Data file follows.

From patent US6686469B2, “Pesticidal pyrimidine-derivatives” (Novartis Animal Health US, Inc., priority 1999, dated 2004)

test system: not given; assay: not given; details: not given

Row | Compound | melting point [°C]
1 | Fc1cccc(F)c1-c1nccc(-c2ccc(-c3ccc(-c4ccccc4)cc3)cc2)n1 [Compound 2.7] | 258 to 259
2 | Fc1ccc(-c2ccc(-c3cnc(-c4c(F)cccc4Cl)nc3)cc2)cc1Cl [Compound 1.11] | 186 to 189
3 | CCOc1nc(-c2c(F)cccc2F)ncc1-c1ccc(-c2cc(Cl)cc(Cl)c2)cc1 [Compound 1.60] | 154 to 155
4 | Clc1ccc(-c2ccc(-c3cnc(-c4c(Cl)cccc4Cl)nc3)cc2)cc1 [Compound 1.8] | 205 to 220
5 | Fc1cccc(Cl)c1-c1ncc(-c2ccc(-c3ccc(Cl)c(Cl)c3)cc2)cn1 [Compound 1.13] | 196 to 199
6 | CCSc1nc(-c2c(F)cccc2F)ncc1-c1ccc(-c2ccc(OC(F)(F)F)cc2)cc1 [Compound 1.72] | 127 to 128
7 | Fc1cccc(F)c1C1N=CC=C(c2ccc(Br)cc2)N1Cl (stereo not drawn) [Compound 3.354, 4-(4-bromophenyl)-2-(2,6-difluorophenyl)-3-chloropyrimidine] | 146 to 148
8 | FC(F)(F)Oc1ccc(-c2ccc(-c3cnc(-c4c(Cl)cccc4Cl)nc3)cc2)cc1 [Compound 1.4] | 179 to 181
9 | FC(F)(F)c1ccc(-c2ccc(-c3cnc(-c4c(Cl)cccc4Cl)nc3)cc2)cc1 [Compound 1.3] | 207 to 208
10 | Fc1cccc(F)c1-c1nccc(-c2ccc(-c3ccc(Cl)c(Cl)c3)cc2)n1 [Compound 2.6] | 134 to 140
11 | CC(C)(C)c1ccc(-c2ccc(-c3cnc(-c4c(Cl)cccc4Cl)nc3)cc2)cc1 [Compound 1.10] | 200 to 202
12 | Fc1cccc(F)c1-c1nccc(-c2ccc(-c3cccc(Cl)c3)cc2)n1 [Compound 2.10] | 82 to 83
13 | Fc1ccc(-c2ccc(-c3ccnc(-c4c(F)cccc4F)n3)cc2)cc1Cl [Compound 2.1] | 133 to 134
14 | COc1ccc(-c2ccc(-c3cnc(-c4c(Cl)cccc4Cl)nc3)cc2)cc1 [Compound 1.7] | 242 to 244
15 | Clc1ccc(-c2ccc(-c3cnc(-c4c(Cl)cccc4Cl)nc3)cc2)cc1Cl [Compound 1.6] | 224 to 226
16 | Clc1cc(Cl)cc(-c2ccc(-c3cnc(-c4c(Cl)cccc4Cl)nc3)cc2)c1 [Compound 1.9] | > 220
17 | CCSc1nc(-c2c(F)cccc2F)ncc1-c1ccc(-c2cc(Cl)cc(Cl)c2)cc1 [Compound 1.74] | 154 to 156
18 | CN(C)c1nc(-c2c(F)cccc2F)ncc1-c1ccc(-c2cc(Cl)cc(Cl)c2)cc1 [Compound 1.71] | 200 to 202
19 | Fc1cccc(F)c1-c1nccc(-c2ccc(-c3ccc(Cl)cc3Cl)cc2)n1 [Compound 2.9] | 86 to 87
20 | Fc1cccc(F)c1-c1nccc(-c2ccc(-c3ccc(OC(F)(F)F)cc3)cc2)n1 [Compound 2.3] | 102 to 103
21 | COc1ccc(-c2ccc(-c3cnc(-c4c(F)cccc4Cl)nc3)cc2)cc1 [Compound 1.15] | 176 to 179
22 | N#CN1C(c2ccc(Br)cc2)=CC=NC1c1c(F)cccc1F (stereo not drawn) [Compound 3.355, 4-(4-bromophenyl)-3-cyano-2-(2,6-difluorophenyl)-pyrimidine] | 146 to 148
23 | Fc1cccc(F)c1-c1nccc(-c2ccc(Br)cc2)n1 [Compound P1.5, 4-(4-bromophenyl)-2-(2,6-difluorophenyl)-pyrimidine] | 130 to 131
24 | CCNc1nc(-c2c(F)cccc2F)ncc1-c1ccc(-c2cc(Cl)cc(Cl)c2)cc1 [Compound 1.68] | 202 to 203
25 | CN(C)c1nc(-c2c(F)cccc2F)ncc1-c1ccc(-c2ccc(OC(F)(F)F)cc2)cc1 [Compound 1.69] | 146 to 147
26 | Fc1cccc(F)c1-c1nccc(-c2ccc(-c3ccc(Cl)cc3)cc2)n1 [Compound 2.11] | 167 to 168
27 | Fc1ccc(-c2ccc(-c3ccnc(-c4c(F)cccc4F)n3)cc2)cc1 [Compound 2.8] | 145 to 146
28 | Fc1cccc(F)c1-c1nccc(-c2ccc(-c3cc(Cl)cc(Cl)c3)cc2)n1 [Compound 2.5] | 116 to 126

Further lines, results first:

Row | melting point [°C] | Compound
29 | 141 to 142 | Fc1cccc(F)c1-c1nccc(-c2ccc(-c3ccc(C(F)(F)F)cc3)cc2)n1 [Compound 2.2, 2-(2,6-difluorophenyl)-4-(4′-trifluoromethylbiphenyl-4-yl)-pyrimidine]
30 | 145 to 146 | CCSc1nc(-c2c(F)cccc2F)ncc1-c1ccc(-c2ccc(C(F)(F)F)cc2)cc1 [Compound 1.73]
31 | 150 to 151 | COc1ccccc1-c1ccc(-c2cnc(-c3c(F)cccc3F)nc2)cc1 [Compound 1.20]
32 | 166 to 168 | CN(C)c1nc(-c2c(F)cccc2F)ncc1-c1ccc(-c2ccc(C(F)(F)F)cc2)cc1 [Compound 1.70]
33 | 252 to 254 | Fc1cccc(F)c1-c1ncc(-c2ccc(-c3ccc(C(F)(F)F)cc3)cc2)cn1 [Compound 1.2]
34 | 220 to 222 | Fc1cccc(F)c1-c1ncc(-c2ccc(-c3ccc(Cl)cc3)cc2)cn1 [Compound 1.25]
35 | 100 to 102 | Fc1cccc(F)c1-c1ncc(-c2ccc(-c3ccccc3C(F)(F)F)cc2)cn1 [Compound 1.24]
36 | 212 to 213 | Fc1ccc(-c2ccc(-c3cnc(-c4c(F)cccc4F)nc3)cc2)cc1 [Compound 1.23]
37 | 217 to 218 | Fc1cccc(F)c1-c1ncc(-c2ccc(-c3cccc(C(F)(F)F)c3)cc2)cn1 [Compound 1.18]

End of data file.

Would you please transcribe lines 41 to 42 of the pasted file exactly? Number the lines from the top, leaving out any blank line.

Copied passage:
36 | 212 to 213 | Fc1ccc(-c2ccc(-c3cnc(-c4c(F)cccc4F)nc3)cc2)cc1 [Compound 1.23]
37 | 217 to 218 | Fc1cccc(F)c1-c1ncc(-c2ccc(-c3cccc(C(F)(F)F)c3)cc2)cn1 [Compound 1.18]